The AMA sent missionaries to Puerto Rico following the Spanish-American War in 1898 to found churches and schools. The island was divided among the various Protestant denominations with the Congregationalists assigned to the eastern section. In 1924, seven denominations brought their resources together to form a union theological seminary, Seminario Evangelico de Puerto Rico (Evangelical Seminary of Puerto Rico), very closely located to the University of Puerto Rico. In 1931, the churches in Puerto Rico of the Congregationalists, Christian, and United Brethren merged to form the Evangelical Church of Puerto Rico. The goal was to become self-sustaining; however the rampant poverty in Puerto Rico interfered with this goal.
Ryder Memorial Hospital in Puerto Rico opened in 1918 and was founded by Dr. Charles Ryder, a field superintendant for the AMA. The hospital was located in Humacao on the eastern area of the island. In 1923, Dr. James Watson became superintendent and during his tenure the hospital's resources increased including equipment and personnel. The AMA brought Dr. Edward Hume to Ryder to conduct a survey in preparation for accreditation by the American Medical Association and the American College of Surgeons in 1933. His suggestions for improvement included the resignation of Dr. Watson and some staff; as a result, by 1936 the hospital had an entirely new administrative staff. The hospital also operated a nurses training school and had an interest in adult education including conducting clinics in the use of contraception, community sanitation, and hygiene.
The last institution established by the AMA in Puerto Rico was the Blanch Kellogg Institute in Santurce outside of San Juan, which opened as a primary school in 1907. The school became a high school and boarding school for girls in 1916, providing junior high and high school curriculum. The Institute suffered financially during World War II and the AMA closed it to divert its funds to other projects.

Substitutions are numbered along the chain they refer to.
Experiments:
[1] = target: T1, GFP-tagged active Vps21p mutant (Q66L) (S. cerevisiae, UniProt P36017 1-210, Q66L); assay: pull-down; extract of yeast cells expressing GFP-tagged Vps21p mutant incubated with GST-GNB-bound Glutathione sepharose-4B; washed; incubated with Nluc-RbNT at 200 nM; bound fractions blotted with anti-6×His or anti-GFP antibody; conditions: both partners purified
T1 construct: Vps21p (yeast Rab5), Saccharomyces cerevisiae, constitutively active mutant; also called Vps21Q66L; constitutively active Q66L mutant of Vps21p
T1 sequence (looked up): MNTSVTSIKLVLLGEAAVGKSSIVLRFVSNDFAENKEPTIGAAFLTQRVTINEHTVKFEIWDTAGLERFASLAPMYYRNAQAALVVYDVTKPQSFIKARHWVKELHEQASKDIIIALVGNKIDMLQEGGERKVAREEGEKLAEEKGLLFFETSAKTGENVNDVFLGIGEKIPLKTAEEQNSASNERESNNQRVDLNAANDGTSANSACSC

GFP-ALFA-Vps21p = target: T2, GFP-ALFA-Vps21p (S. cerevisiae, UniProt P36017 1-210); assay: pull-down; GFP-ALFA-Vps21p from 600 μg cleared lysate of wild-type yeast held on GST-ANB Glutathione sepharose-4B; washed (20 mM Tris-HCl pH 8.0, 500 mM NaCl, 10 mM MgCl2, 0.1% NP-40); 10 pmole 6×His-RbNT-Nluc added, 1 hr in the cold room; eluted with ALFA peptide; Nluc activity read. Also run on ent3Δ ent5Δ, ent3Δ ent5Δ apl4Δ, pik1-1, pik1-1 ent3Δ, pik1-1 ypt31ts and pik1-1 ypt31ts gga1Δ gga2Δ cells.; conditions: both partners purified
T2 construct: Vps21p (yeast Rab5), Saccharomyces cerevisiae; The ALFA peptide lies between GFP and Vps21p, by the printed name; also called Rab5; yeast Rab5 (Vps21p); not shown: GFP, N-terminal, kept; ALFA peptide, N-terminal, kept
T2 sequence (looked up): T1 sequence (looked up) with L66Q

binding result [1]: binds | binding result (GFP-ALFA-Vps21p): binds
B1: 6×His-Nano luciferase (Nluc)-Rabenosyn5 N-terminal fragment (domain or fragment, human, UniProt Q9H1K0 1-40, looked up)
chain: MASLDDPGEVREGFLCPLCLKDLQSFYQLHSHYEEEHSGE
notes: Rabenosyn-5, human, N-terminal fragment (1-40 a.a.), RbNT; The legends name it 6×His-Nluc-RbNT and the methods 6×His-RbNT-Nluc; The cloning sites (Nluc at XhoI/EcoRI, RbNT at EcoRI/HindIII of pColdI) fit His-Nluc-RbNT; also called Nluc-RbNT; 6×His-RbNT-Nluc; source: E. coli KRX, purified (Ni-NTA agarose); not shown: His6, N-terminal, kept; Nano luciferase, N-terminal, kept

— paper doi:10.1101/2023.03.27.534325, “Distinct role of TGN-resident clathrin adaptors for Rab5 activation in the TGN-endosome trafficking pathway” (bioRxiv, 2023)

The AMA shared activities and funding with a number of interdenominational agencies, including the Department of Race Relations of the Federal Council of Churches, the Commission on Interracial Cooperation (Atlanta), the Committee on Cooperation in Latin America, the Mountain Workers Conference, the Home Missions Council, and the Council of Women for Home Missions. The AMA also received funding from the Julius Rosenwald Fund for their schools, colleges and universities in the south.
The Pension Boards 1815-1936:
Early efforts to provide funds to retired ministers and their families date from 1815 with The Widows Charitable Fund of New Hampshire and the Main Congregational Relief Society in 1829. There was no national agency available for retirement programs until the Detroit meeting of the National Council of the Congregational Churches addressed the need to provide pensions and aid for retired ministers with the creation of the Committee on Disabled Ministers and Their Families in 1877. The committee discussed the objectives of a pension agency with the National Council for a number of years, finally announcing the establishment of the Trustees of the National Council of the Congregational Churches of the United States that would administer funds using a standing committee in 1886. In 1907, the General Assembly of Connecticut passed a resolution to create an agency, the Congregational Board of Ministerial Relief (BMR), where the work previously done by the standing committee was transferred to the new board. A number of funds were established during the period including The Annuity Fund for Congregational Ministers (1914), The Pilgrim Memorial Fund (1919), and The Retirement Fund for Lay Workers (1931). The main purpose of the BMR was to provide funding aid to ministers whose allocation of retirement from the Annuity Fund was inadequate, support ministers who became disabled prior to retirement age, and support families when fathers and husbands became ill or deceased. The BMR's funds were used to supplement the Annuity Fund, which was administered separately and in which minister's paid into for their retirement. The allocation of BMR funds in 1935 totaled aid to 1,023 families through 813 grants given to ministers, widows, and orphans, and 210 emergency grants for individuals not enrolled in any other retirement fund. The total amount paid by the BMR in 1935 was $214,644. In 1934, at the general meeting in Oberlin, Ohio, a vote approved to accelerate the process of transferring the responsibilities of the BMR to the Annuity Fund.